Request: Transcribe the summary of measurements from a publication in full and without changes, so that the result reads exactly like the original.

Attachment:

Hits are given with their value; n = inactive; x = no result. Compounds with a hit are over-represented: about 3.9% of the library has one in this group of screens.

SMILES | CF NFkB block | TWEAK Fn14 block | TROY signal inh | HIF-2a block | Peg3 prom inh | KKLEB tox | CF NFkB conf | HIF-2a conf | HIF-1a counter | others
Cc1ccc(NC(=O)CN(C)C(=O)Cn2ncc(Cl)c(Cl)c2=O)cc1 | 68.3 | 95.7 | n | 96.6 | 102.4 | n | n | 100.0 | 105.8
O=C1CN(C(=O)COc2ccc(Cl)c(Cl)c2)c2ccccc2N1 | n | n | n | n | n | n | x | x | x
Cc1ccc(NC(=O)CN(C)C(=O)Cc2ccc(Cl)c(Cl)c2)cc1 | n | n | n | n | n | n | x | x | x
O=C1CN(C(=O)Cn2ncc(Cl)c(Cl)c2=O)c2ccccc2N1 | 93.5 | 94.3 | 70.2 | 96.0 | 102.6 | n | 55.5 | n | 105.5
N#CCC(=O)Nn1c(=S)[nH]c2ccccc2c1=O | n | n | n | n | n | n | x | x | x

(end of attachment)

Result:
Hits are given with their value; n = inactive; x = no result. Compounds with a hit are over-represented: about 3.9% of the library has one in this group of screens.

SMILES | CF NFkB block | TWEAK Fn14 block | TROY signal inh | HIF-2a block | Peg3 prom inh | KKLEB tox | CF NFkB conf | HIF-2a conf | HIF-1a counter | others
Cc1ccc(NC(=O)CN(C)C(=O)Cn2ncc(Cl)c(Cl)c2=O)cc1 | 68.3 | 95.7 | n | 96.6 | 102.4 | n | n | 100.0 | 105.8
O=C1CN(C(=O)COc2ccc(Cl)c(Cl)c2)c2ccccc2N1 | n | n | n | n | n | n | x | x | x
Cc1ccc(NC(=O)CN(C)C(=O)Cc2ccc(Cl)c(Cl)c2)cc1 | n | n | n | n | n | n | x | x | x
O=C1CN(C(=O)Cn2ncc(Cl)c(Cl)c2=O)c2ccccc2N1 | 93.5 | 94.3 | 70.2 | 96.0 | 102.6 | n | 55.5 | n | 105.5
N#CCC(=O)Nn1c(=S)[nH]c2ccccc2c1=O | n | n | n | n | n | n | x | x | x